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fonts in CLtL
- To: Masinter.pa@XEROX.ARPA
- Subject: fonts in CLtL
- From: "Scott E. Fahlman" <Fahlman@C.CS.CMU.EDU>
- Date: Fri, 20 Dec 1985 18:38:00 -0000
- Cc: common-Lisp@SU-AI.ARPA
- In-reply-to: Msg of 19 Dec 1985 16:09-EST from Masinter.pa at Xerox.ARPA
- Sender: FAHLMAN@C.CS.CMU.EDU
I believe that all of us at CMU (I'm sure I'll be corrected if I'm
wrong) feel that the fonts attribute in a character is worthless. For
editor-like applications, it's too much work and too much wasted storage
to deal with this on a per-character basis. It might be useful for
extended character sets (e.g. Greek or Japanese), but not for the usual
use of switching between various sizes and shapes of Roman characters.
It's much better to use an additional data structure for that.
I've felt for some time that the bits attribute is also a bit misguided.
It seems to me that there are two distinct concepts that have become
muddled together: input keystroke objects, which are probably keyborad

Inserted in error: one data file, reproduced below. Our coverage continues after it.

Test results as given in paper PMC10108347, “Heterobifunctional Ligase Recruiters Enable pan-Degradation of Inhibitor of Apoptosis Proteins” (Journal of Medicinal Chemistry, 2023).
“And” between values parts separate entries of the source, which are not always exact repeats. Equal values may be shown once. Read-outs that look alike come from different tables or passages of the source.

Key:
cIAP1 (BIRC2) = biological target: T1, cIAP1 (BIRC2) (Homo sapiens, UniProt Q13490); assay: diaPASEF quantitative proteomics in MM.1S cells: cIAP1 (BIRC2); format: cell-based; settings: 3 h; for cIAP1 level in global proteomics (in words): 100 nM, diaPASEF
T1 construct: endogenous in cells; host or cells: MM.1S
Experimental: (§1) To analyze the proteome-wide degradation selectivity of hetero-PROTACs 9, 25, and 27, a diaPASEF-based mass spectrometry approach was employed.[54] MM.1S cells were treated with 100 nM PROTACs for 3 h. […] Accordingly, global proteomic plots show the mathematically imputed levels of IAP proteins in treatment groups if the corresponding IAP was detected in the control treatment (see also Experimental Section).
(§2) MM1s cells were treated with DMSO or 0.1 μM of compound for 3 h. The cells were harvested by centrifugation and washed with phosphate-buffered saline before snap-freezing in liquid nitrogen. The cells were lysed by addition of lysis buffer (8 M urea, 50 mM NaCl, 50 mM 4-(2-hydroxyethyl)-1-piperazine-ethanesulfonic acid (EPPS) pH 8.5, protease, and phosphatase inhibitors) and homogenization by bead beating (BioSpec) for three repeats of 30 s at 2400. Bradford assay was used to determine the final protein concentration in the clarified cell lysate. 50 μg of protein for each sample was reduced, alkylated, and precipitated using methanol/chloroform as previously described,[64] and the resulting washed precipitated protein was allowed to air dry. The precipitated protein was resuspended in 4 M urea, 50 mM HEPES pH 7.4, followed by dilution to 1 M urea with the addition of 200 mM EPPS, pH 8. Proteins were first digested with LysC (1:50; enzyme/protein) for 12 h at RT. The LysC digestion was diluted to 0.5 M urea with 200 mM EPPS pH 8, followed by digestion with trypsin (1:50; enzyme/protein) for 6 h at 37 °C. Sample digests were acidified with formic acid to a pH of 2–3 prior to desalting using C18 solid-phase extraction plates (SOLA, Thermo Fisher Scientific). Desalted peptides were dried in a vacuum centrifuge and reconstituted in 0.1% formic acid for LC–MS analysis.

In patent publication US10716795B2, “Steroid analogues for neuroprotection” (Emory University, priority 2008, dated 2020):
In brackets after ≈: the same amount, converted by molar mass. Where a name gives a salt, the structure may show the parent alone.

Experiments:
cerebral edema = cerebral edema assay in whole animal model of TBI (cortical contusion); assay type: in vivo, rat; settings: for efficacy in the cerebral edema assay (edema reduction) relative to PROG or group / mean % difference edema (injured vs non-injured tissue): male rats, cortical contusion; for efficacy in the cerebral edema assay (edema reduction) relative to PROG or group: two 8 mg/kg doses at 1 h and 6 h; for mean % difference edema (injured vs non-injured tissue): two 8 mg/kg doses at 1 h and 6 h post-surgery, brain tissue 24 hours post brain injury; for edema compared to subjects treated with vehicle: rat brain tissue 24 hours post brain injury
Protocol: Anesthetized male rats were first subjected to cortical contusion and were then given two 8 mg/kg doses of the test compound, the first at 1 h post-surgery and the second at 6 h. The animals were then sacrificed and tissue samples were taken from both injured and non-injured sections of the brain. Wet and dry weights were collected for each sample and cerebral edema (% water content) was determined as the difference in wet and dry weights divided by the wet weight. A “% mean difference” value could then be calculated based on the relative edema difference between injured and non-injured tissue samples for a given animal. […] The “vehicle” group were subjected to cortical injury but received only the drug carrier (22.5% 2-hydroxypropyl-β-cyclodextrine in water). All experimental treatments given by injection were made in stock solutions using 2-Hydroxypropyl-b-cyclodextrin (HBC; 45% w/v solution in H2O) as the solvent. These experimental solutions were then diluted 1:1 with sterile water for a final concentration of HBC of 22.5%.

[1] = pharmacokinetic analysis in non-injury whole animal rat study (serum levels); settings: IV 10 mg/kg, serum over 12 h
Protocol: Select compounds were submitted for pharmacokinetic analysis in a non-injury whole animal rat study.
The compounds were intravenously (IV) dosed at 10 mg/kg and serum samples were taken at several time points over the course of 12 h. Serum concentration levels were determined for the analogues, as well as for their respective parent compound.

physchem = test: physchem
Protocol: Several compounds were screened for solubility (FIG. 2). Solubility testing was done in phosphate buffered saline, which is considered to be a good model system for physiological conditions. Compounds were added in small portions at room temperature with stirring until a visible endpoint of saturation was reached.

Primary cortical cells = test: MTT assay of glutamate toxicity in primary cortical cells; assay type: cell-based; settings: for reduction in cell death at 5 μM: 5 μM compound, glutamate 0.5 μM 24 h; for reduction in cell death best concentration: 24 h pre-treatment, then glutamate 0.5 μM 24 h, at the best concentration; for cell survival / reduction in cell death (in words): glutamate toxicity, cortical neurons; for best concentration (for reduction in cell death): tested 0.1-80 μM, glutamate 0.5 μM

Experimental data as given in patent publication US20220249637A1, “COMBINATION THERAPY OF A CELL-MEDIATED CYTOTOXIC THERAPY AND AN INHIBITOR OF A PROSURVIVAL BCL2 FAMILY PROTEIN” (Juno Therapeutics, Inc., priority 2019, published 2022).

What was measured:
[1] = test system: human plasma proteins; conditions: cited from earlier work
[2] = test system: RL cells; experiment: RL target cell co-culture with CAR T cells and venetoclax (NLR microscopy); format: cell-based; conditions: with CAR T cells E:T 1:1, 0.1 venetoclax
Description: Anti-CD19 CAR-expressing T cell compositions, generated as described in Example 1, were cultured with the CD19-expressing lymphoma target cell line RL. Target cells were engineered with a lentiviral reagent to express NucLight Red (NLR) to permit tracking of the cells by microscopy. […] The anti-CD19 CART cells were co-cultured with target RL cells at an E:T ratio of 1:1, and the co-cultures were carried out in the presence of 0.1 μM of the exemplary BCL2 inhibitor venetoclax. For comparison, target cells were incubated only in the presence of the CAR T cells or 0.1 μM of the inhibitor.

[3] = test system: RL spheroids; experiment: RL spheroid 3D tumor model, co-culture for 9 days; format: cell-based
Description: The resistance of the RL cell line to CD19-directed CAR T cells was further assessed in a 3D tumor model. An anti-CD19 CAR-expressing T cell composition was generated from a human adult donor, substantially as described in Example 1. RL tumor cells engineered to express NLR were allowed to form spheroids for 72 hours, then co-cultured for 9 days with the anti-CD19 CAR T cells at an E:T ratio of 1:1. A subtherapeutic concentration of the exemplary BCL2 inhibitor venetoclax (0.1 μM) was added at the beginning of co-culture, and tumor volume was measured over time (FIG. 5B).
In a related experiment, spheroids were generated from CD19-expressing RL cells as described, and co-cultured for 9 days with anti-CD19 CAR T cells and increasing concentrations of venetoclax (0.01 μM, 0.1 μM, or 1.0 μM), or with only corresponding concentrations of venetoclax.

or system dependent and which want to represent things like the various
flavors of shift and whether a keystroke came from the alphanumeric area
or the numeric keypad, and internal characters in some implementation
independent encoding suitable for stuffing into strings or shoving into
an output stream. The former has "bits" attached, but all you really do
with such things is pass them around, translate them to true characters,
dispatch on them, and maybe store them into a script of some sort.
This is not something to be changed lightly, but I agree with Masinter
that it is probably worth seeing whether anyone is really using these
thing sin the way that they were originally intended to be used. If
nobody is, or if the people using them also feel that they are not the
right thing, then we should think hard about making a change.